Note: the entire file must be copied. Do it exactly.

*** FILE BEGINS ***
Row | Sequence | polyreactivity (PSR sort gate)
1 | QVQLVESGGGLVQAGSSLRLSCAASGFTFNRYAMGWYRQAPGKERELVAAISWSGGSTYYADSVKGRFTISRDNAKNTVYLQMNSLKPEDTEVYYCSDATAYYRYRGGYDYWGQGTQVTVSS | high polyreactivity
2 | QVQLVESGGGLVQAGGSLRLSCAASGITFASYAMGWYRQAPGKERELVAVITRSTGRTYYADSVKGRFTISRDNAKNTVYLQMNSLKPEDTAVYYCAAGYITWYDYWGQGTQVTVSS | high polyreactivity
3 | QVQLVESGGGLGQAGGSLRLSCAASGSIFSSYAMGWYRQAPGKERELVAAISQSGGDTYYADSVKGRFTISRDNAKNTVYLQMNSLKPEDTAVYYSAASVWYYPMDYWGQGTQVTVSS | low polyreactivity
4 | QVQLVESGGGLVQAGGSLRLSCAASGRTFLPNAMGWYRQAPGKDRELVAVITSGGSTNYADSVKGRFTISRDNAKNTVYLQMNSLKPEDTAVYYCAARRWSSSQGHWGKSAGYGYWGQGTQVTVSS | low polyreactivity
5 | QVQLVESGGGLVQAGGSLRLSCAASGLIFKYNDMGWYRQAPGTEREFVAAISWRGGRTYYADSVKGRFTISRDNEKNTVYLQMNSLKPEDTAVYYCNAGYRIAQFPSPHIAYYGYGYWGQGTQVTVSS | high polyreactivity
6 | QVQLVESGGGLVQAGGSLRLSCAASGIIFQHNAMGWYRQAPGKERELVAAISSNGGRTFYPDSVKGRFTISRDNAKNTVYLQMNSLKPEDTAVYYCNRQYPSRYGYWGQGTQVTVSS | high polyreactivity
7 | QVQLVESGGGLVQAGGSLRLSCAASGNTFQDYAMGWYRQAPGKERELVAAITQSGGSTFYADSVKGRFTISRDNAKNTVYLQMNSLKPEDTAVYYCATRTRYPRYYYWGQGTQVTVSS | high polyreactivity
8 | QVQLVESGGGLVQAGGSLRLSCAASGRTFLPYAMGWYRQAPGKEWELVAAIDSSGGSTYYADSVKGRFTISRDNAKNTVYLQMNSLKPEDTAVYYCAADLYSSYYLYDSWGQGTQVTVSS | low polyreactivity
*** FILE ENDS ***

Row | Sequence | polyreactivity (PSR sort gate)
1 | QVQLVESGGGLVQAGSSLRLSCAASGFTFNRYAMGWYRQAPGKERELVAAISWSGGSTYYADSVKGRFTISRDNAKNTVYLQMNSLKPEDTEVYYCSDATAYYRYRGGYDYWGQGTQVTVSS | high polyreactivity
2 | QVQLVESGGGLVQAGGSLRLSCAASGITFASYAMGWYRQAPGKERELVAVITRSTGRTYYADSVKGRFTISRDNAKNTVYLQMNSLKPEDTAVYYCAAGYITWYDYWGQGTQVTVSS | high polyreactivity
3 | QVQLVESGGGLGQAGGSLRLSCAASGSIFSSYAMGWYRQAPGKERELVAAISQSGGDTYYADSVKGRFTISRDNAKNTVYLQMNSLKPEDTAVYYSAASVWYYPMDYWGQGTQVTVSS | low polyreactivity
4 | QVQLVESGGGLVQAGGSLRLSCAASGRTFLPNAMGWYRQAPGKDRELVAVITSGGSTNYADSVKGRFTISRDNAKNTVYLQMNSLKPEDTAVYYCAARRWSSSQGHWGKSAGYGYWGQGTQVTVSS | low polyreactivity
5 | QVQLVESGGGLVQAGGSLRLSCAASGLIFKYNDMGWYRQAPGTEREFVAAISWRGGRTYYADSVKGRFTISRDNEKNTVYLQMNSLKPEDTAVYYCNAGYRIAQFPSPHIAYYGYGYWGQGTQVTVSS | high polyreactivity
6 | QVQLVESGGGLVQAGGSLRLSCAASGIIFQHNAMGWYRQAPGKERELVAAISSNGGRTFYPDSVKGRFTISRDNAKNTVYLQMNSLKPEDTAVYYCNRQYPSRYGYWGQGTQVTVSS | high polyreactivity
7 | QVQLVESGGGLVQAGGSLRLSCAASGNTFQDYAMGWYRQAPGKERELVAAITQSGGSTFYADSVKGRFTISRDNAKNTVYLQMNSLKPEDTAVYYCATRTRYPRYYYWGQGTQVTVSS | high polyreactivity
8 | QVQLVESGGGLVQAGGSLRLSCAASGRTFLPYAMGWYRQAPGKEWELVAAIDSSGGSTYYADSVKGRFTISRDNAKNTVYLQMNSLKPEDTAVYYCAADLYSSYYLYDSWGQGTQVTVSS | low polyreactivity